LAKEPORT, California (AP) – A pair of forest fires that led to evacuation orders for nearly 20,000 people toward small coastal towns in northern California on Monday, and authorities wondered how quickly they warned residents about the biggest and most deadly fire  Ed Bledsoe told CBS News that he had received no warning to evacuate his house in Redding City before the flames broke last week, and his wife Melody and his great-grandchildren killed James Roberts and 4-year-old Emily Roberts for 5 years
"If I had any warning, I would never have left my family in this house," Bledsoe said.
Shasta County Sheriff Tom Bosenko told the network there was an investigation into whether the Bledsoe House received a warning or a knock on the door. The sheriff cited evidence of door-to-door alerts being made in the area. Bosenko did not return a message from The Associated Press on Monday.
The dispute came when Sunday's authorities ordered the evacuation of twin fires in Mendocino and Lake Counties, including from the 4,700-inhabitant town of Lakeport, a popular destination for bassooners and boaters on Clear Lake, about 120 miles north of San Francisco.
The flames destroyed seven houses and threatened 10,000 others. So far, the flames have blackened more than 68,000 acres – well over 100 square miles – with minimal containment.
In the early evening, the city seemed to be completely deserted, while a few miles away, embers, ashes and smoke whirled through vineyards where at least one house went up in flames. Firefighters were burning on the ground of hills to burn the scale-dry paintbrush before flames covering the top of the ridge could feed on it and tumble downhill. A fleet of airplanes continuously dropped water and fire-retardant drops onto the fire.
These fires burned under 17 throughout the state, where fire crews ranged to the limit.
"We've had a fire in the last four years, so we're well aware of what can happen to fires and fire damage they can cause," said Corey Paulich, the county sheriff.
Also this summer, the fire teams fought with numerous small bush fires that charred only a few hectares, but still threatened houses in densely built suburbs. A 10-ac fire damaged 11 units of a residential home Monday in Santa Clarita, northwest of Los Angeles, said county fire officials
Derick Hughes II ignored and stayed on his property in Nice, California, where he dropped sprinklers on his roof run and distant plants that could catch fire.
The 32-year-old Marine Corps veteran sent his wife and two daughters to safety with three truckloads. But he said he had too much at stake to leave. He bought his three-bedroom home last year with a loan from the Department of Veterans Affairs.
"That's all I bled for, and I worked really hard to get where I am, and I'm just not ready to give it up so easy," he said over the phone. "Some people may think that's selfish for me, and I have insurance, but the way things are going I'd rather not start over."
Hughes said that five of his neighbors also use the evacuation SMS Those who received them on Sunday evening did not obey to protect their homes and keep out looters.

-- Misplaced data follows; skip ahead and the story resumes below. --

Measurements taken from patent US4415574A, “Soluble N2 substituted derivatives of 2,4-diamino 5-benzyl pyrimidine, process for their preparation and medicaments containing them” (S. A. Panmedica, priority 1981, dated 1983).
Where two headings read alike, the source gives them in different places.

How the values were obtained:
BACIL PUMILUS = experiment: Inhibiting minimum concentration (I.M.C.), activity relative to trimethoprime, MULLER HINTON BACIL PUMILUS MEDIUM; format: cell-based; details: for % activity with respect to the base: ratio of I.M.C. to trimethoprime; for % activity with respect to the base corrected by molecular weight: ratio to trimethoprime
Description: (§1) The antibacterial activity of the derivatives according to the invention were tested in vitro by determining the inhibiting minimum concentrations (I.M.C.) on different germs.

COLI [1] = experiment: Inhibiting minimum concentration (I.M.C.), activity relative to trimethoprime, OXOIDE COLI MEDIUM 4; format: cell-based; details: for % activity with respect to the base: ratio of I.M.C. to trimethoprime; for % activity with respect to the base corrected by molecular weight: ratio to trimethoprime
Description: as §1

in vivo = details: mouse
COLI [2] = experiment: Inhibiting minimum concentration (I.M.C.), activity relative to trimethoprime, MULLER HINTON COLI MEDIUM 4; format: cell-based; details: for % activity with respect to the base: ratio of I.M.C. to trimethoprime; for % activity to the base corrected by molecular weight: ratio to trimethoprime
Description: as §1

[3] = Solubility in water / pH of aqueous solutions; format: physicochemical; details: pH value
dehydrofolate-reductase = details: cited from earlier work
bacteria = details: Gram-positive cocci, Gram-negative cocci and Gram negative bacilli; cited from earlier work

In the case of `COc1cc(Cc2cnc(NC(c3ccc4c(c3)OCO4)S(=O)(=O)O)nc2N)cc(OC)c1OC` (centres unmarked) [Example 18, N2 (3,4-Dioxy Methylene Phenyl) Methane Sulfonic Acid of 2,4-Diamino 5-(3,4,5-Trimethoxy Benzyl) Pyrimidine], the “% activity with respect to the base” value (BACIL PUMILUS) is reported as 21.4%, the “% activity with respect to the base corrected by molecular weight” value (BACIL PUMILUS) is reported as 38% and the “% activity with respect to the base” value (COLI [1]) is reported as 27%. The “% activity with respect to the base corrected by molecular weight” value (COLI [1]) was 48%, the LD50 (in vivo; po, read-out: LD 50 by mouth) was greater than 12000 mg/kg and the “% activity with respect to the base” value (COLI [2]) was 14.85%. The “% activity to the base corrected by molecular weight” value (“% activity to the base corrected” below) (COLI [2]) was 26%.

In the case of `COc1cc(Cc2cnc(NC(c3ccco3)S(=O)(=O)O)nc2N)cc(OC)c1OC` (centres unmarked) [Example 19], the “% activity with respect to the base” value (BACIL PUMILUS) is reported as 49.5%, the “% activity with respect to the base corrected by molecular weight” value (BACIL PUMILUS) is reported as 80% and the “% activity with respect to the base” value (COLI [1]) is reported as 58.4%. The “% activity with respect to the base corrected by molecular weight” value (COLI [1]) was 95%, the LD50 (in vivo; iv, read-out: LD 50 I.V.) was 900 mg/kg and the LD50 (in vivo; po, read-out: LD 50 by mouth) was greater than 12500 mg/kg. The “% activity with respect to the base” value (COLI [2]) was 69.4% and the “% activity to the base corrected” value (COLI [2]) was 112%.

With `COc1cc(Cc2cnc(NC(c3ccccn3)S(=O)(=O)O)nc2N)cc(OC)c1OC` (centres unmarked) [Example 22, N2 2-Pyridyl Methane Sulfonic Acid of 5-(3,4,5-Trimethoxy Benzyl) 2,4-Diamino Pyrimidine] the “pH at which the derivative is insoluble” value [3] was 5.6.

Further north, police said five people were arrested on suspicion of entering areas evacuated by Redding due to the explosive forest fire.
This fire is today considered the ninth most destructive in the history of the California Department of Forestry and Fire spokesman Scott McLean said.
The blaze that killed two firefighters and four civilians, including two children, has now destroyed 818 homes and 311 outbuildings and damaged 165 homes, McLean said.
More than 27,000 people remained evacuated from their homes, although another 10,000 were allowed to come Monday, as fire crews reinforced lines at the western end of the blaze.
Fire officials were hopeful they could make progress, containing the fire containing 23 percent.
The fire is northwest
"It's still a fight," McLean said.
The fire that threatened Redding – a city of about 92,000 inhabitants – was sparked by a vehicle problem about a week ago, about 10 miles west of the city. On Thursday it swept through the historic gold rush city of Shasta and nearby Keswick, driven by gusty winds and dry vegetation. Then he jumped across the Sacramento River and removed subdivisions on the western edge of Redding.
"It was not expected to travel so fast," Mclean said.
The fire slowed as the wind subsided and Crews Able to get into neighborhoods to prevent the embers from taking extra houses, he said.
Bledsoe said he did not know his house was in danger when he left his wife and great-grandchildren on Thursday. He said he received a call from his wife 15 minutes after leaving, saying he needed to go home because the fire was approaching. He said that one of the children had told him that the fire was at the back door. When he tried to come back, the road was blocked and flames prevented him from returning on foot.
The sheriff said the fire would move quickly, but the authorities still alerted residents in various ways, going from door to door using loudspeakers on emergency vehicles.
Authorities also use electronic warning systems, including an emergency alert system that is repeated by local news media and an automated call system that can be targeted to phones in a geographical area. Another method known as an integrated public alarm and warning system may be directed to any mobile phone within range of a particular tower, said Sherry Bartolo, operations manager for the Shasta County shipping center.
The disadvantage of the automated calling system is that It is designed to dial landline numbers, but mobile phone users need to register their phones if they want to receive notifications.
The dispatch center issued more than 18 emergency alerts between Thursday evening and Friday noon, Bartolo said.
The center usually has eight dispatchers on duty, but overnight Thursday had at least 12, along with four superiors and three managers working the night, she said.